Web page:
Back in the old days -- say, 2003 -- it typically took a couple of years for a software product to go from bright idea to market. Nowadays? Try months. 37signals LLC, a small Chicago company, has an ironclad rule: Never take more than 3 1/2 months to get a product out the door, not counting holidays or vacations. "This is a new model, not just for building a product but for running a company," says Chief Executive Jason Fried.
In fact, 37signals turns the old ways upside down. For starters, its applications are delivered on the Web for a monthly fee, not sold in boxes. The company's seven employees don't believe in planning, either. They just start creating and trying things out. And rather than loading products with bells and whistles, they design them to do a few things well. "The way to get really good software is to make the simplest thing you can as fast as you can and get reaction, then see where it goes from there," says Paul Graham, a pioneer in Web-based software and now a guru for software entrepreneurs who operate like those at 37signals.
The story behind 37signals' Backpack product shows how the company innovates. Fried and two colleagues were at a restaurant in Seattle at the end of 2004, griping about the difficulty of keeping track of their travel, meeting, and contact info while on the road. They asked themselves: Why not handle it with a simple Web application?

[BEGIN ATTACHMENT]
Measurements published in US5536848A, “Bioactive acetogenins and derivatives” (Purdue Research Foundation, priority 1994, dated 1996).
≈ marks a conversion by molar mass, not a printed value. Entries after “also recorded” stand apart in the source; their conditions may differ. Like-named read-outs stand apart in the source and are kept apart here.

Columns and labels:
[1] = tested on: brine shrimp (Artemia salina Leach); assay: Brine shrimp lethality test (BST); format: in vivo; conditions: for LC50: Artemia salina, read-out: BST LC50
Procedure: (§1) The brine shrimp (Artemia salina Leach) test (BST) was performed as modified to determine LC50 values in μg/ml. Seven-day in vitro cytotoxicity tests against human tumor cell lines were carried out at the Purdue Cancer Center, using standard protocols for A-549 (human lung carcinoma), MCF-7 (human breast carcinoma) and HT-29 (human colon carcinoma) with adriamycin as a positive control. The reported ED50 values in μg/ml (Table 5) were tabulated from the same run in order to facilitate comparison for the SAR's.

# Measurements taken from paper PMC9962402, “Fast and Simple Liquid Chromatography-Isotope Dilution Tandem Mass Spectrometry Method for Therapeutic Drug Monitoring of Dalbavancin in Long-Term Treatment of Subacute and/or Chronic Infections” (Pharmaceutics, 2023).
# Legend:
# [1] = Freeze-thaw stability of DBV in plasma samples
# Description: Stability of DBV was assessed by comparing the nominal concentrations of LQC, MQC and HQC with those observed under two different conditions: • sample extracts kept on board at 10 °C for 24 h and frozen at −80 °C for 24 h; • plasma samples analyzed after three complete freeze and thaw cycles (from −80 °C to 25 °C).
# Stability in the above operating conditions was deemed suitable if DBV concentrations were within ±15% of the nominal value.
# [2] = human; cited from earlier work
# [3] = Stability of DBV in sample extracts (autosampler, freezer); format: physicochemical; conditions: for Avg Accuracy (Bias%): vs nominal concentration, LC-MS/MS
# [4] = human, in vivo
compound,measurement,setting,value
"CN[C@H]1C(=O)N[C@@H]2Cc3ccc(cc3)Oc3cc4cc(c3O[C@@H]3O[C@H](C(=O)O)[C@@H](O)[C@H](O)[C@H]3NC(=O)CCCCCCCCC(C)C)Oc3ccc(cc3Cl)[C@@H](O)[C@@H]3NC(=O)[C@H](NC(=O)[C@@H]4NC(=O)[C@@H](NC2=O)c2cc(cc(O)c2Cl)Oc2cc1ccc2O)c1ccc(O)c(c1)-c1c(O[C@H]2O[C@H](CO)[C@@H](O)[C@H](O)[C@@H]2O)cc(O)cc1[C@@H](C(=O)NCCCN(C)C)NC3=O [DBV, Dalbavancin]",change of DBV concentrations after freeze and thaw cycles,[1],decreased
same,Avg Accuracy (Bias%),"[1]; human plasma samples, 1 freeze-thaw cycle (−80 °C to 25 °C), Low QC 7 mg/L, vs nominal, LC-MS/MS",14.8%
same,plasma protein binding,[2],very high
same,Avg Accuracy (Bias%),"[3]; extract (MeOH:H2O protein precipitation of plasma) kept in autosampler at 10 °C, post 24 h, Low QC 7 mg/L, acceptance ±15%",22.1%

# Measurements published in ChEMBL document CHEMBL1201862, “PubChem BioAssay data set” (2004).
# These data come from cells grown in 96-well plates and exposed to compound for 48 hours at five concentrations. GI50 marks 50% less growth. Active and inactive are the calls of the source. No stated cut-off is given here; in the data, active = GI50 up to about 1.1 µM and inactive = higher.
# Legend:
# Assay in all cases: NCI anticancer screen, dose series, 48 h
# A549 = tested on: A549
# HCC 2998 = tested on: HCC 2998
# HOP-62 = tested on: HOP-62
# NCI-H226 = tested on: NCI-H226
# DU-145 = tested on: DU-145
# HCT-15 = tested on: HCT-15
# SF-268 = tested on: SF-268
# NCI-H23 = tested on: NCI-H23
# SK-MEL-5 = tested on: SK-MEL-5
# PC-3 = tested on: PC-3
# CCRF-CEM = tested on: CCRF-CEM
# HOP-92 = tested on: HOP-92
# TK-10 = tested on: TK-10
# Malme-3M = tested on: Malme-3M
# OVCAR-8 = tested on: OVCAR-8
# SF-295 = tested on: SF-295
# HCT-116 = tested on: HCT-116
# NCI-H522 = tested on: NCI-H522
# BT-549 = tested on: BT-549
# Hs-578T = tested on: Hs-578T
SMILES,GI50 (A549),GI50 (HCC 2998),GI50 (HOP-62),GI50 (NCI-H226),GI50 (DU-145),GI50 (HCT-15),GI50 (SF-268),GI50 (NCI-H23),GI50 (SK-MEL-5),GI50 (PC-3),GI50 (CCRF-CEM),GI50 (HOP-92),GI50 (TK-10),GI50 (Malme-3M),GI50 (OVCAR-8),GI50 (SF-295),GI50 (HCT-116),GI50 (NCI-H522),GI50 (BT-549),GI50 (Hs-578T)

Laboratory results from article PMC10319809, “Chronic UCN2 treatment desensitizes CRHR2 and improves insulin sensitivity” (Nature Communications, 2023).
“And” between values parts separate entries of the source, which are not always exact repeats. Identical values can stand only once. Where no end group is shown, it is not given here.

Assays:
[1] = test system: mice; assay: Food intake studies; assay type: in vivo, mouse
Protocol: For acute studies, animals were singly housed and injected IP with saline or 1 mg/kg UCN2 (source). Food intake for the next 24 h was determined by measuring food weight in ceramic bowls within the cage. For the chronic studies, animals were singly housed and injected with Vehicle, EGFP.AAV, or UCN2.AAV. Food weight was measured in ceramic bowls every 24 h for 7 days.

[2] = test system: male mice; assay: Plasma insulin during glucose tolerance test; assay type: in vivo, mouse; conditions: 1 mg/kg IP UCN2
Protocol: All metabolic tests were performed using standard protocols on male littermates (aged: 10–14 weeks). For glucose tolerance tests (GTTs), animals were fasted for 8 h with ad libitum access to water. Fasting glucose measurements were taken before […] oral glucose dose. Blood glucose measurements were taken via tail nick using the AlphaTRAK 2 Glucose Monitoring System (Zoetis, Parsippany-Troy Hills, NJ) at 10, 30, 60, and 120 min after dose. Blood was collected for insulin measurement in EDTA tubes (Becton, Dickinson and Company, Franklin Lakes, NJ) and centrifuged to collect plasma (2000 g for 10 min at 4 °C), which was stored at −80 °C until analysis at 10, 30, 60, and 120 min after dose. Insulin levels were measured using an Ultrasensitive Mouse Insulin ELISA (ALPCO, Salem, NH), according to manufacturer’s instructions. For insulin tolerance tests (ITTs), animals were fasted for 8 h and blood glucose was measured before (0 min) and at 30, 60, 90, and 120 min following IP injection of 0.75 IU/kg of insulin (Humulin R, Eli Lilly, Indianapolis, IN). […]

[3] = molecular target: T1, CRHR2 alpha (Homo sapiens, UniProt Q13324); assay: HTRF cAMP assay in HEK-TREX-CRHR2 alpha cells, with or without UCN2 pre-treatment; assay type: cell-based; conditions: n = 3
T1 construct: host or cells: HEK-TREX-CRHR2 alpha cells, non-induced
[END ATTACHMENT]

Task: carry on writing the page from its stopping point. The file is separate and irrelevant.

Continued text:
Back in Chicago in mid-January, Fried launched the project by sketching out what it might look like. Then he and his colleagues spent the next few weeks tapping out ideas on their computers and firing them back and forth to one another on e-mail and Web chat. It's stressful. One of the designers, Ryan Singer, chills out during design binges by twisting himself into yoga positions.
The company takes advantage of the latest Net technologies to hasten innovation. They use a quick-and-easy programming language called Ruby. Then they tap into a set of premade software pieces, called Rails, which was designed by 37signals programmer David Heinemeier Hansson, to build the foundation of their application. That frees them to spend their precious hours writing code for the parts of their programs that are unique. Ruby and Rails are open-source packages used free of charge by Web developers.
By mid-April the team had created a simple, smooth-functioning application. Fried declared it done, and they stopped adding features -- spending the time before a May 3 launch testing the software and building a marketing Web site. Three weeks after the launch, they added a version for cell phones.
There's a downside to this way of doing business. If one upstart can deliver a new product in a snap, so can others. The guys at 37signals aren't sweating it. In fact, between projects they travel the country giving seminars and promoting their book, Getting Real, about how they build applications. Unlike many dot-comers who followed the get-big-fast credo, Fried has no plans to add to his staff. The goal: Stay small and agile -- and keep pumping out those programs.